Benjamin: Between Stephen, the Asian caterer, Malcolm, the black b-boy, and Carlos, the Brazillian hooker, the volume and texture of inter-racial gay sex in this memoir is titillating and entertaining. Does race ever play a role in your sexual fantasies or preferences?
Benjamin: Then tell us about all the sweaty, multi-cultural sex in your past.
Clegg: I'm not very discriminating. I mean race has never been an obstacle or a particular draw. In the book, I sleep with a lot of, you know, white people, too. Anything that made me feel less lonely in the project of smoking crack, whether that was having sex with somebody or watching porn with someone, or just sitting across a couch and smoking the drug and talking, I wanted them nearby. It was a very lonely project. And so, while I wanted to isolate from this whole world that I was leaving, within that isolation I wanted company.
Benjamin: Crack is such a racialized drug. As a crack addict, did you experience your whiteness differently?
Clegg: I was aware that I'm white, yes. I was often times the only white person in the room smoking crack.
Rich Benjamin: In the town where you grew up, crack has very dark connotations.
Clegg: Absolutely. In my hometown, a white woman became a crack addict and ended up having a baby with a black man. The fact that he was black was part of the cautionary tale. That was part of the thunder of that threat. She had gone off to become a crack addict and have a baby by a black man. So, it wasn't a racially evolved town. This was the late 70s, early 80s.
Benjamin: Well, Augusten looks like a garden-variety drunk--no surprise, there. But you don't appear like the media or popular depiction of a crackhead.
Clegg: Yeah, that's really the point. If I don't look like what most people imagine to be a crack addict, that widens the scope of possibility for people of all types to seek help. This memoir is for people who feel so isolated and shameful that they can't even seek treatment.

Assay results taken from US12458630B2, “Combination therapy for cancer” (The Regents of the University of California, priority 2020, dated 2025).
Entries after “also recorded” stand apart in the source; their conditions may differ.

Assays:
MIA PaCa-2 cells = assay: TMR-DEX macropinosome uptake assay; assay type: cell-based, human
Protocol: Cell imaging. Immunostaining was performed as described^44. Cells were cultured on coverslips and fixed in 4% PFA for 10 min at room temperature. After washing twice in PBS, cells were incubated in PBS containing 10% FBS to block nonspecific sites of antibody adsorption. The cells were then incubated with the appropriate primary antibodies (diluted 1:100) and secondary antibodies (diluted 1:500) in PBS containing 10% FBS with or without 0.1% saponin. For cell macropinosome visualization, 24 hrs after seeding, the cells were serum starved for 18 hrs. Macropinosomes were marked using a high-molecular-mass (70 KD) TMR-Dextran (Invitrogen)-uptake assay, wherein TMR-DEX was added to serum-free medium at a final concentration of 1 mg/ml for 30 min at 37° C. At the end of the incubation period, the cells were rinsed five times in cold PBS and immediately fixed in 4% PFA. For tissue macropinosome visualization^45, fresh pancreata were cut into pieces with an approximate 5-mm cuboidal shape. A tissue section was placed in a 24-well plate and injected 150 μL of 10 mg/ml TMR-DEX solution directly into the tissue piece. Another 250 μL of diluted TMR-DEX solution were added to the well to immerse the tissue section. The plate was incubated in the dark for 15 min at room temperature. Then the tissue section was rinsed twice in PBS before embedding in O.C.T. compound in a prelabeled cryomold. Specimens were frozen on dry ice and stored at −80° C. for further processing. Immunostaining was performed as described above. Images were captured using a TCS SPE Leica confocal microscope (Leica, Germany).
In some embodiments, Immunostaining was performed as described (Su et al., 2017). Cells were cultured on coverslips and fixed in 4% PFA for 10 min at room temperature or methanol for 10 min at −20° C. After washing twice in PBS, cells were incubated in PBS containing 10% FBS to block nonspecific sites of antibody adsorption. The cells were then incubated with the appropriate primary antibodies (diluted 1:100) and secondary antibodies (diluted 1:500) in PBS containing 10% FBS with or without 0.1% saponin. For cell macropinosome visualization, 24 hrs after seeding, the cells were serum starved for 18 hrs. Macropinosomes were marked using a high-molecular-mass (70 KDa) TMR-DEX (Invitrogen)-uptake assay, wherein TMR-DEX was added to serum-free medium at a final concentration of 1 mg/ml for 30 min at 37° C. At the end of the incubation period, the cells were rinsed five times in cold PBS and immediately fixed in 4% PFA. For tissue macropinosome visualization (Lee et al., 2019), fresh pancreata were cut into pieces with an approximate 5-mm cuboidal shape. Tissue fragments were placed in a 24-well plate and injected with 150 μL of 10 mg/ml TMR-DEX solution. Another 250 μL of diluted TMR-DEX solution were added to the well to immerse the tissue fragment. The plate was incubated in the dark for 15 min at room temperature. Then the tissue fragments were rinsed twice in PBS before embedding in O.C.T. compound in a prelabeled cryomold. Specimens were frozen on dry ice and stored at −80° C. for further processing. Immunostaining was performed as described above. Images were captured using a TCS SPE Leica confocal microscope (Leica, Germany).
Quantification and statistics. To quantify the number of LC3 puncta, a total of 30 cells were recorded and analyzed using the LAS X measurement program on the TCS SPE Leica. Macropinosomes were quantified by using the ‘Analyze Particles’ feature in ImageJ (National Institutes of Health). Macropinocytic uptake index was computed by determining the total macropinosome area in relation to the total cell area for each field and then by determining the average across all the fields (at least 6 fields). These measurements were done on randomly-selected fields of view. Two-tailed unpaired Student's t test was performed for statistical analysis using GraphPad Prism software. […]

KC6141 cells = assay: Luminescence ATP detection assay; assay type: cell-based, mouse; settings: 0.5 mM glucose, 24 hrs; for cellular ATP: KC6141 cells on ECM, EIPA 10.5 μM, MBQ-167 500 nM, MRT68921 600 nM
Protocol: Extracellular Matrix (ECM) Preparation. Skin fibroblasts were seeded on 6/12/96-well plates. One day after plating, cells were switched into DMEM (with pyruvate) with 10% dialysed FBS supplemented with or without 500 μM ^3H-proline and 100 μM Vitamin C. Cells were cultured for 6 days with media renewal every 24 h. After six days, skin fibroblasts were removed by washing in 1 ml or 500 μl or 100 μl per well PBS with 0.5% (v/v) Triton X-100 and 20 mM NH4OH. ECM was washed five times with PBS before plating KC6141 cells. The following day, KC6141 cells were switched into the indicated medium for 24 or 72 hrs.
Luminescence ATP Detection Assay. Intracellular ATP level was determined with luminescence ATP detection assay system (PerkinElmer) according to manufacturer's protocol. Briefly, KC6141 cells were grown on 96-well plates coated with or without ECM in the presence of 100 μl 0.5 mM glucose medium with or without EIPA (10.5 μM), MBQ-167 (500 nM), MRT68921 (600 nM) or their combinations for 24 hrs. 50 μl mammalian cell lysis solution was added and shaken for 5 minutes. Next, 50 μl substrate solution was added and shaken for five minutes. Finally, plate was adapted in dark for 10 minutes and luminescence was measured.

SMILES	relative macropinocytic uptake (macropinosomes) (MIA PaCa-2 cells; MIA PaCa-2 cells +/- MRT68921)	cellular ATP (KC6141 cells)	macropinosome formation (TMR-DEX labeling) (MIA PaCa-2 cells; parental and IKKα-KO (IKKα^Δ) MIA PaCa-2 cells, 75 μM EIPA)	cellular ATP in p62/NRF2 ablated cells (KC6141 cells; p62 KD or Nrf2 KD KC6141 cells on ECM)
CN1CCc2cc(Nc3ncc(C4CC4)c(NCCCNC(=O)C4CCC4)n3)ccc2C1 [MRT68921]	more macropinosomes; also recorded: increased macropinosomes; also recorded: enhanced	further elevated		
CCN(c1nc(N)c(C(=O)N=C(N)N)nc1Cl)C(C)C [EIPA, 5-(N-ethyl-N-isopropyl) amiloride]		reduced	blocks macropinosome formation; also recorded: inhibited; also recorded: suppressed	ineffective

Benjamin: This memoir coincides with a spike in HIV rates among urban gay men. HIV haunts this memoir like a nameless specter. Weren't you worried about contracting the virus?
Clegg: In all my messy behavior, if there is one thing I was fastidious about, it's safe sex! Always safe sex.
Benjamin: So you're HIV-negative?
Clegg: I'm HIV-negative.
Benjamin: Why did you give your memoir its title?
Clegg: In my memory, Joyce's Portrait of an Artist as a Young Man seems very interested in the shaping influences around the artistic soul. The environment shapes the soul and its expression. And so, I believe that I was born an addict. It occurred to me that this memoir may illuminate the shaping forces around my addictive and alcoholic soul.
Benjamin: The book is obsessed with surfaces and crevices. All those crack hits in swank, boutique hotels. Secrecy and manipulation, and beauty and grime, are pervasive themes. What role do your good looks play in your addiction and in your career?
Clegg: Well, my looks, whatever they are, are subjective. For much of the time described in the book I did not perceive myself to be an attractive person. I've never been confident about my looks. I found it shocking that some articles refer to me as having model-good-looks. It's a lie. If I looked like a model, I'd be one. These references also imply that none of my addiction or success was terribly difficult. Five years sober, I found a comfort in my own skin, grateful for my health and my ability to move through the world on two legs. I think my insides and my outsides have finally sort of aligned in a peaceful way.
Benjamin: I know high-level agents, writers, and publishing execs who just adore you. But I also know well-respected insiders who viscerally dislike you and think you're a mercenary opportunist at best. You've generated a lot of gossip, envy, resentment, and suspicion. How much of that is on your radar?
Clegg: Some of it, probably not all of it. And I think the people around me sort of shield me from it and I certainly don't go looking for it.
Whenever I hear about somebody who's upset about some aspect of me or some aspect of the memoir, it reminds me of a line that Noah always said, "Everyone's fighting a great battle." So my response is to try and be kind to everyone I meet, because each of us is fighting a great battle. I think people who feel so moved or so vexed to gossip or accuse or write cruel things, which they might not even think are cruel, but just true, are very likely fighting a great battle, too. And so, I hope they have good luck with that. Whatever agitation that they have that causes them to do or say whatever they are doing and saying, I hope they find peace.
Benjamin: In the memoir, literature is a sanctuary from your emotional pain. Is that still the case?
Clegg: Without a doubt.
Benjamin: What are you reading now?
Clegg: Poetry. I'm re-reading W.S. Merwin's collection, "The Vixen," which I've read, like, a million times. It's very melancholy. It's very nostalgic. I go back to it like a well.